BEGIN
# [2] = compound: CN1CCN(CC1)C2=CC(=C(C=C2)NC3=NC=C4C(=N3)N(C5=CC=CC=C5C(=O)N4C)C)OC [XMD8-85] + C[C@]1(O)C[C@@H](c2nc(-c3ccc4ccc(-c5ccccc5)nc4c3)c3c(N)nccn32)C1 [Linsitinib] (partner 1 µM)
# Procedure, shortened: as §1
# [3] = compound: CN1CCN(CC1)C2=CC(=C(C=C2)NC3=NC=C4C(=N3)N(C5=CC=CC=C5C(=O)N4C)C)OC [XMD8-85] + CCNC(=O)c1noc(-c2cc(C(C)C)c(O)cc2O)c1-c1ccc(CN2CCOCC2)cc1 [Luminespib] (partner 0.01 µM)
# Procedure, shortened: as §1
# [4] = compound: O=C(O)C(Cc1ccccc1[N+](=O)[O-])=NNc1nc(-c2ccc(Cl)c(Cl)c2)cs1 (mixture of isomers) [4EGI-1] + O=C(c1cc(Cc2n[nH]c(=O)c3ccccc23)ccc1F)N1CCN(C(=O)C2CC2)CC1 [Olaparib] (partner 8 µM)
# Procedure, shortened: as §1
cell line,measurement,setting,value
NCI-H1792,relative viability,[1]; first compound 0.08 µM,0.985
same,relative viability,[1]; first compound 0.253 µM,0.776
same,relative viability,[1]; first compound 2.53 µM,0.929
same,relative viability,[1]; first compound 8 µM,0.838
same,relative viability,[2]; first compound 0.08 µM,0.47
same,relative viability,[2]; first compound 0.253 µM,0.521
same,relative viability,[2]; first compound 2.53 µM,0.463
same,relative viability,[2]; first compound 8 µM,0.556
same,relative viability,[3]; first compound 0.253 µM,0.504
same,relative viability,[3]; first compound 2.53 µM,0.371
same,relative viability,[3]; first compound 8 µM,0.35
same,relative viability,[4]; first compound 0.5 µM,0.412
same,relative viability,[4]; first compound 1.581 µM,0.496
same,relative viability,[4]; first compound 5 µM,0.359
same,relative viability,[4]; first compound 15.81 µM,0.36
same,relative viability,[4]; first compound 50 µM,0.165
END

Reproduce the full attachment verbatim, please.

# [2] = compound: CN1CCN(CC1)C2=CC(=C(C=C2)NC3=NC=C4C(=N3)N(C5=CC=CC=C5C(=O)N4C)C)OC [XMD8-85] + C[C@]1(O)C[C@@H](c2nc(-c3ccc4ccc(-c5ccccc5)nc4c3)c3c(N)nccn32)C1 [Linsitinib] (partner 1 µM)
# Procedure, shortened: as §1
# [3] = compound: CN1CCN(CC1)C2=CC(=C(C=C2)NC3=NC=C4C(=N3)N(C5=CC=CC=C5C(=O)N4C)C)OC [XMD8-85] + CCNC(=O)c1noc(-c2cc(C(C)C)c(O)cc2O)c1-c1ccc(CN2CCOCC2)cc1 [Luminespib] (partner 0.01 µM)
# Procedure, shortened: as §1
# [4] = compound: O=C(O)C(Cc1ccccc1[N+](=O)[O-])=NNc1nc(-c2ccc(Cl)c(Cl)c2)cs1 (mixture of isomers) [4EGI-1] + O=C(c1cc(Cc2n[nH]c(=O)c3ccccc23)ccc1F)N1CCN(C(=O)C2CC2)CC1 [Olaparib] (partner 8 µM)
# Procedure, shortened: as §1
cell line,measurement,setting,value
NCI-H1792,relative viability,[1]; first compound 0.08 µM,0.985
same,relative viability,[1]; first compound 0.253 µM,0.776
same,relative viability,[1]; first compound 2.53 µM,0.929
same,relative viability,[1]; first compound 8 µM,0.838
same,relative viability,[2]; first compound 0.08 µM,0.47
same,relative viability,[2]; first compound 0.253 µM,0.521
same,relative viability,[2]; first compound 2.53 µM,0.463
same,relative viability,[2]; first compound 8 µM,0.556
same,relative viability,[3]; first compound 0.253 µM,0.504
same,relative viability,[3]; first compound 2.53 µM,0.371
same,relative viability,[3]; first compound 8 µM,0.35
same,relative viability,[4]; first compound 0.5 µM,0.412
same,relative viability,[4]; first compound 1.581 µM,0.496
same,relative viability,[4]; first compound 5 µM,0.359
same,relative viability,[4]; first compound 15.81 µM,0.36
same,relative viability,[4]; first compound 50 µM,0.165